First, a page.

"Fear can be conquered...You can step on fear, and therefore, you can attain what is known as fearlessness. But that requires that, when you see fear, you smile." - Chogyam Trungpa Rinpoche
Having a sense of humor can be hard when your children are screaming in the middle of the grocery store, your favorite pot and the dinner in it are burning on the stove, or you realize you left the lunch sitting on the counter at home. It can be hard to smile when you are in the middle of one of those moments of feeling so completely overwhelmed and undone by the journey of parenting that you think "I can't do this".
In those moments, if you can remember to try and breathe, you may find that underneath that feeling of not being able to handle your life, your children, your reality, underneath the current of thoughts and doubt, is the shaky churning feeling of fear. If you can touch that, continue to breathe, feel your feet on the good earth, your good heart beating away in your chest, you may be able to drop deeper and touch what lies beneath the fear. You may be able to touch the sad, happy, broken heartedness of being a human being. A basically good human being. And then you can try to smile. It might be a feeble smile at first. A small, tentative smile. But if you relax into that small, shy smile, it will grow.
The wonderful Vietnamese teacher, Thich Nhat Hanh has a lovely little smile practice: When you are feeling stuck, you can close your eyes and repeat to yourself, "Breathing in, I calm my body. Breathing out, I smile. Dwelling in the present moment, I know this is a wonderful moment." I actually do this with my toddler when he is very upset- I hold him and I repeat to him "breathing in, I calm my body. Breathing out, I smile." It can be that short. It helps us when we are caught up in the tightness of frustration and anger. We smile together. Or maybe I smile. Just me.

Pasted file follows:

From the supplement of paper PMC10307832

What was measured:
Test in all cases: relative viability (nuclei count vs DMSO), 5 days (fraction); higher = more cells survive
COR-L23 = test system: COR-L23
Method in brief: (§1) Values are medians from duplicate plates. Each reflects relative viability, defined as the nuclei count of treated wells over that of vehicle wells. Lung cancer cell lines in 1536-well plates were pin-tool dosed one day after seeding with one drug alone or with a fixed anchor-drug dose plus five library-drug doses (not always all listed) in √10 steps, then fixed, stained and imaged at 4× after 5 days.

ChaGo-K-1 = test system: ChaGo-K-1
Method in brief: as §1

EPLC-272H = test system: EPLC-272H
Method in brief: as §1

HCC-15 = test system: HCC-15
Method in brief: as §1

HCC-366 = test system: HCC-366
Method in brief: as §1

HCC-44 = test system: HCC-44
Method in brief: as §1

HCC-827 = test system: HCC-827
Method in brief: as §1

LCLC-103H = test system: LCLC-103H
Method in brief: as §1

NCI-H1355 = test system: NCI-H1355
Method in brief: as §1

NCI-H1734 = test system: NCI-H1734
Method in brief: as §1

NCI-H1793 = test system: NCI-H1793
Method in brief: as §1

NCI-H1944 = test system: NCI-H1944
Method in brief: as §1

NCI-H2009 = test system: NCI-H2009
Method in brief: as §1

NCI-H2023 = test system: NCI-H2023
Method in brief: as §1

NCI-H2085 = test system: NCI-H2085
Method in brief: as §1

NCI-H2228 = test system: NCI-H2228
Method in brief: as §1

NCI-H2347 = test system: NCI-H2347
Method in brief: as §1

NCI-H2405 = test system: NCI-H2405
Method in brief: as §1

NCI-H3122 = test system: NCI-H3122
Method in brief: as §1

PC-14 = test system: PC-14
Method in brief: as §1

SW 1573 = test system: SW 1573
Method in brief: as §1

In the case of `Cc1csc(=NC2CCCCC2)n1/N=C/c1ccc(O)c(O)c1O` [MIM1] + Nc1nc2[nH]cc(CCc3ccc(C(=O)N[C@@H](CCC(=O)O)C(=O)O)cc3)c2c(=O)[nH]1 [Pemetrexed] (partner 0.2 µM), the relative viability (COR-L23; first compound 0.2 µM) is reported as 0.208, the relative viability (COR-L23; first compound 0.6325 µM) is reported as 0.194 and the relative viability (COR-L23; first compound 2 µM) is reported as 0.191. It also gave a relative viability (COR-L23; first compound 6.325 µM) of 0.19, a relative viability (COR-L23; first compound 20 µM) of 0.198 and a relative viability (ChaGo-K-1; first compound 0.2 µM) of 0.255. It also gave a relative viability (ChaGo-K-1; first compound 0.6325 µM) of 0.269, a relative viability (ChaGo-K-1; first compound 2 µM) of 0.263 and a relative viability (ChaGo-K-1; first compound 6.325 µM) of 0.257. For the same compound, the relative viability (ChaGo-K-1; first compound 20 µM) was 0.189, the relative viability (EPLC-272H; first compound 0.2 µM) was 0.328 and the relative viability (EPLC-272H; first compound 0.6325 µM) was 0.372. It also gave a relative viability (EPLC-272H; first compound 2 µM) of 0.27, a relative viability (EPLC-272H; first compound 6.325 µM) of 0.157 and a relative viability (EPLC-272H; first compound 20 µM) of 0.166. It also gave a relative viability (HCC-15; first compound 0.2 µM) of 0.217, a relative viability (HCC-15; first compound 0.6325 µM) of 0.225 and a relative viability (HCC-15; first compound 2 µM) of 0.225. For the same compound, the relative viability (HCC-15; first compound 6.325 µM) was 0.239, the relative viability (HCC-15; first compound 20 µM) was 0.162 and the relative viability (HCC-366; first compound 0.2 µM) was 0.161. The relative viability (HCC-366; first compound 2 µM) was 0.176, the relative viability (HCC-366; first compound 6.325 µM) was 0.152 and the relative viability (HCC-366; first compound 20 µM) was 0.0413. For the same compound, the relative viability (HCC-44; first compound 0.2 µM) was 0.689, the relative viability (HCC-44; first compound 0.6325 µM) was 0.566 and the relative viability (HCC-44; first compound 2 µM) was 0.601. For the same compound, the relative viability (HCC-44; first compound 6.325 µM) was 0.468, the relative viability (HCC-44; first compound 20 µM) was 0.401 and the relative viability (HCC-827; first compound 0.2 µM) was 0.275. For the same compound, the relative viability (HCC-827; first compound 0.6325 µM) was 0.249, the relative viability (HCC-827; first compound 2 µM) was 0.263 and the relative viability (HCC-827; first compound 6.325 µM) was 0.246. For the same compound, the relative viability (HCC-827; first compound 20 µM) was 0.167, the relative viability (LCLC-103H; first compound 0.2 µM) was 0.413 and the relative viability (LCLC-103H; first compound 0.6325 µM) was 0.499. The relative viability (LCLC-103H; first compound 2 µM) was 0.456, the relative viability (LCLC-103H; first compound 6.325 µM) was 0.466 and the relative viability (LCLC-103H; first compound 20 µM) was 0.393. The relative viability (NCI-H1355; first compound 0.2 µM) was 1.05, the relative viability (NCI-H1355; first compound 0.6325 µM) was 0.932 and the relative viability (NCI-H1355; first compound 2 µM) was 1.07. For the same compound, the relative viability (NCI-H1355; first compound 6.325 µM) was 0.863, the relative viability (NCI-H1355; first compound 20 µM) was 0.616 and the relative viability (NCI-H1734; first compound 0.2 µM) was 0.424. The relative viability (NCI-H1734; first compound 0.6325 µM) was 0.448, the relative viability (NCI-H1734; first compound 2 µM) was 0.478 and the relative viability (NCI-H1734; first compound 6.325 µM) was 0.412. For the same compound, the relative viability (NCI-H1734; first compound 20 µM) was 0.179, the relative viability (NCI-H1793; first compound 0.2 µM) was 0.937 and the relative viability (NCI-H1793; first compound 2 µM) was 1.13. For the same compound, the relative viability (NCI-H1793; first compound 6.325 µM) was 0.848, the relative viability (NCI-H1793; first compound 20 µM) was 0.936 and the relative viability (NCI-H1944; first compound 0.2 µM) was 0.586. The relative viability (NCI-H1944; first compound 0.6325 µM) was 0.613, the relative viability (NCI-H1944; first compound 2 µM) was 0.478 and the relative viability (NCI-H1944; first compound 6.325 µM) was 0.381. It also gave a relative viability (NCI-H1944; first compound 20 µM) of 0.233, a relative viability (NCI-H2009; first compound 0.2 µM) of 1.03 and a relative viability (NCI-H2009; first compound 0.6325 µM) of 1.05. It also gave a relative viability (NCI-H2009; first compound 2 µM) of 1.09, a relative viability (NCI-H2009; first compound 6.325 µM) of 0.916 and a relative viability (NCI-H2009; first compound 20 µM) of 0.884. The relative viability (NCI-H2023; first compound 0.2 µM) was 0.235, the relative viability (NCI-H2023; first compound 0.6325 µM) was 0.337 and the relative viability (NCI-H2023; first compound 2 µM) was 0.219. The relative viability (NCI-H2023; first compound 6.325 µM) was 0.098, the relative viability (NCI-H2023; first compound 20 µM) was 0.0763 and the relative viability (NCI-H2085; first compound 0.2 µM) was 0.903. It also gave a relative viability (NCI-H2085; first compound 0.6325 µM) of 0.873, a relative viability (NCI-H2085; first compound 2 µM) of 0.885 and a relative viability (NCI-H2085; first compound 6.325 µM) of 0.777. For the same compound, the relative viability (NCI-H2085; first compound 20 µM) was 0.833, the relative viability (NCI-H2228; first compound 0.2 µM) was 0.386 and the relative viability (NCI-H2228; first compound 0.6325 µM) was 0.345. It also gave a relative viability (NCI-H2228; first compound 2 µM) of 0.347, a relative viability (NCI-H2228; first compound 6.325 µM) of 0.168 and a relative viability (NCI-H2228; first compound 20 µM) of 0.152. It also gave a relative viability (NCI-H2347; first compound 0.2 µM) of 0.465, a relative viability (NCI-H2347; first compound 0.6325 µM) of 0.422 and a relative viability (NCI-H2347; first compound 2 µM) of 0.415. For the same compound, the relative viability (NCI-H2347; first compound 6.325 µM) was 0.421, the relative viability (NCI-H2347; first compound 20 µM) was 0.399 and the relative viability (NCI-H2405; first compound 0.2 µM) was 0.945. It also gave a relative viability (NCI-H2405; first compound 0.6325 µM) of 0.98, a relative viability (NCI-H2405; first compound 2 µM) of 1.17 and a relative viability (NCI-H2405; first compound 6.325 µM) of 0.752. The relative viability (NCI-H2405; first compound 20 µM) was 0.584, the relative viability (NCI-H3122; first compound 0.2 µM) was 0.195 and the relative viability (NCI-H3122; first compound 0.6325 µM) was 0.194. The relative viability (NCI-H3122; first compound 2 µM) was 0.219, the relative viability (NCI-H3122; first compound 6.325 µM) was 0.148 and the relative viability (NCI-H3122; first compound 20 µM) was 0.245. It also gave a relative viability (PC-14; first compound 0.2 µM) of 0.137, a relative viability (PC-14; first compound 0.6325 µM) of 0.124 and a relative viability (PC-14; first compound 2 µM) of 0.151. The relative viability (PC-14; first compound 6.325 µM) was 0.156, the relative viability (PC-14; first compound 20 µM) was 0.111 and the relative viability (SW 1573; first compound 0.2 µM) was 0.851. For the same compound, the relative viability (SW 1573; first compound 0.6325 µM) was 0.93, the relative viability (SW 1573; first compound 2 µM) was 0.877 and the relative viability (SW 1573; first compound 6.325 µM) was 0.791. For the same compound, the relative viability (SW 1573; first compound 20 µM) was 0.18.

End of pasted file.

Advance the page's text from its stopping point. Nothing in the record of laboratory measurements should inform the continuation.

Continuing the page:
Out of that smile, so much becomes possible. Smiling is a way of opening to what is. When we open to what is, we automatically lighten up. The heaviness of our situation is immediately ventilated and we can even laugh. A burnt pot, a frustrated child, an embarrassed parent - we can laugh with gentleness at the phenomena of the moment, knowing that it will soon be a passing memory, like every other moment. Knowing this, that this moment and the next and the next after that are flowing, changing, arising, then passing away- this can help us smile when we feel so stuck. That stuck feeling comes up when we cling to phenomena - try to make it solid and permanent when it is like a reflection in a pool of water. Our smile is like the wind that shakes the image - we can let go, just like that.
The more we smile and the more we let go, the more fearless we become on this path. We can do this. We can. We can have confidence in ourselves to walk the path of parenting with sanity and joy. We don't have to spend our time on this journey just trying to keep it all together. Let it fall apart. Then smile. That's enough sometimes.